C#12 primary constructors: no auto-generated properties?

.NET 8, along with C#12, is now official. Last week, I upgraded one of my projects to the new version and tried using some new features.

Primary constructors in classes don’t generate auto-properties

One thing that surprised me was that the primary constructors, known from record types and now supported in classes, behaved differently than I expected.

Let’s consider the following example showing primary constructors used both in a record and in a class:

So, is there something wrong with my tooling? Or is this by design that an auto-property I am used to having generated by the C# compiler is present for records, but not for classes?

Different by design

It turns out that this difference in how records and classes behave is by design. Having properties auto-generated from primary constructor parameters is specific to records only:

When you declare a primary constructor on a record, the compiler generates public properties for the primary constructor parameters. The primary constructor parameters to a record are referred to as positional parameters. The compiler creates positional properties that mirror the primary constructor or positional parameters. The compiler doesn’t synthesize properties for primary constructor parameters on types that don’t have the record modifier.

Source: Records (C# reference)

After some thought, generating properties for records makes sense, and for classes – not necessarily.

Records are intended to be used to encapsulate data. For immutable structures, it is a typical pattern to have data initialized during construction, and later accessed via read-only properties. While records don’t force you to create an immutable type, primary constructors in records optimize for that use case and make syntax short and sweet.

Classes have wider use, and we can easily imagine e.g., classes that take dependencies as constructor parameters (following the dependency injection pattern). In such a case having all values passed via a constructor exposed as public properties is not desired. It seems reasonable that it’s not the default.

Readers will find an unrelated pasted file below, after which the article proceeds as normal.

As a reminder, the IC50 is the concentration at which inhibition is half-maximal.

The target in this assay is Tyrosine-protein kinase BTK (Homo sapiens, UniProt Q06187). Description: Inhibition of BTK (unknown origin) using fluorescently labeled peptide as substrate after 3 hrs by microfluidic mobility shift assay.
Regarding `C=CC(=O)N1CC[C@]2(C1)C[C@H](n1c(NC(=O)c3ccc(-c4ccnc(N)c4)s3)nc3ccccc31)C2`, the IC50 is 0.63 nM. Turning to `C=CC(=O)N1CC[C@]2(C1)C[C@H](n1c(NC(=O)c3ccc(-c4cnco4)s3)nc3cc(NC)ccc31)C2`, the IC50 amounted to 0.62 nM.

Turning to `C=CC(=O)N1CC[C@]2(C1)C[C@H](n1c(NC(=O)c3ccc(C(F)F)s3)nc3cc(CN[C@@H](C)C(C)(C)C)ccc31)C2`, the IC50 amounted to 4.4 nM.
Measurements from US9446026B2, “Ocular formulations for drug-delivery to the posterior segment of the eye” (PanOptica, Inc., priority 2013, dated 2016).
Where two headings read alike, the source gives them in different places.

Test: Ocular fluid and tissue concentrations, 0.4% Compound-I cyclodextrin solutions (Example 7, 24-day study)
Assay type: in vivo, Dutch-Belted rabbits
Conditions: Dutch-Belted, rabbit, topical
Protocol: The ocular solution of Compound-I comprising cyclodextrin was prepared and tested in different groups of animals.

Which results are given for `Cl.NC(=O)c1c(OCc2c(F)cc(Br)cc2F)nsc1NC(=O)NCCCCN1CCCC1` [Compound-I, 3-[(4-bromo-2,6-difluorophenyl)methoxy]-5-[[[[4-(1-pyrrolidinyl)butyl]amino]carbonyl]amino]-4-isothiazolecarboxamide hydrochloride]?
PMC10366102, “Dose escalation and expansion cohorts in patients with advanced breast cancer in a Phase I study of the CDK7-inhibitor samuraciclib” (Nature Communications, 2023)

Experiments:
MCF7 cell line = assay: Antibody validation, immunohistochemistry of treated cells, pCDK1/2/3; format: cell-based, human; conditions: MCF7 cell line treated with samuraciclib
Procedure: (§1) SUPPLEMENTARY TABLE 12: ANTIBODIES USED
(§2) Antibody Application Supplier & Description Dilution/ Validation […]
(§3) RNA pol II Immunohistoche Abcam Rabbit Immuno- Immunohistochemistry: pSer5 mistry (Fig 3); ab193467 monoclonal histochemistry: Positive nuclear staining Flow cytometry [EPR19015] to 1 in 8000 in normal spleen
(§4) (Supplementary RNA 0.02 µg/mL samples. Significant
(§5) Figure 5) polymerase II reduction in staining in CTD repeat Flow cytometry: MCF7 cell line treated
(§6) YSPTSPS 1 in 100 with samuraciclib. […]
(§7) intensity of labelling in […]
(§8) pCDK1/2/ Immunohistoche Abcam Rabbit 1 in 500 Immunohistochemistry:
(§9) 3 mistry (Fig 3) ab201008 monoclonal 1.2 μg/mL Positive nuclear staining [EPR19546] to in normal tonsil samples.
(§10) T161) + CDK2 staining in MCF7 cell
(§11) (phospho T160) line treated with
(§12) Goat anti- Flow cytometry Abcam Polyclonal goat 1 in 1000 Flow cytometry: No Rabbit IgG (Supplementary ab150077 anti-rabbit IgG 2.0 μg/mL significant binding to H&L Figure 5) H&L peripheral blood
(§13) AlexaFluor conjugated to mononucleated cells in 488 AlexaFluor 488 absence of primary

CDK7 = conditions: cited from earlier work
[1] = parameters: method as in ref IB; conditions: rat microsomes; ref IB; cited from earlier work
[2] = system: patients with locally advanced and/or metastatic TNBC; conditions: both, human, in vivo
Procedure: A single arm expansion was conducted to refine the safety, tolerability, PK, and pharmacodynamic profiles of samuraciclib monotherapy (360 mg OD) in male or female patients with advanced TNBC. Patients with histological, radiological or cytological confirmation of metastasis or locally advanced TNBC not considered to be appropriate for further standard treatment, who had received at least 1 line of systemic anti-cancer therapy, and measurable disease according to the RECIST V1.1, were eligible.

Can I make the class generate auto-property anyway?

While auto-properties are not generated by default for classes, it could be tempting to try to have them generated with an addition of an access modifier like public. This could be familiar from languages like TypeScript where it’s called Parameter Properties. It could look like:

// annotation like "public" could theoretically be used to inform compiler we want a field or property generated
public class C(public int i) {} Code language: C# (cs)

In C#12 such a feature doesn’t exist. However, it’s described in the section on “Possible extensions,” and it might appear in future versions of the language (although the section also mentions the downsides of such design choice).

So, how do we use the value from the class’s primary constructor?

Before I conclude, let me show a simple example of how we can use values from a primary constructor in class (because we cannot use it the way it works with records). Here are the equivalent implementations of a record and a class*.

* To be precise, they are equivalent regarding how a primary constructor value is exposed. There are also differences in equality comparison and deconstruction not considered here.


Primary constructors behave differently in classes than in records. I expected parity in behavior, although, after consideration, I see that it makes more sense the way it was done.

Will primary constructors be useful in classes? Honestly, I’m not confident if this new feature will lead to a simpler code in our solutions or, rather, make it less straightforward. We’ll see ourselves soon 🙂

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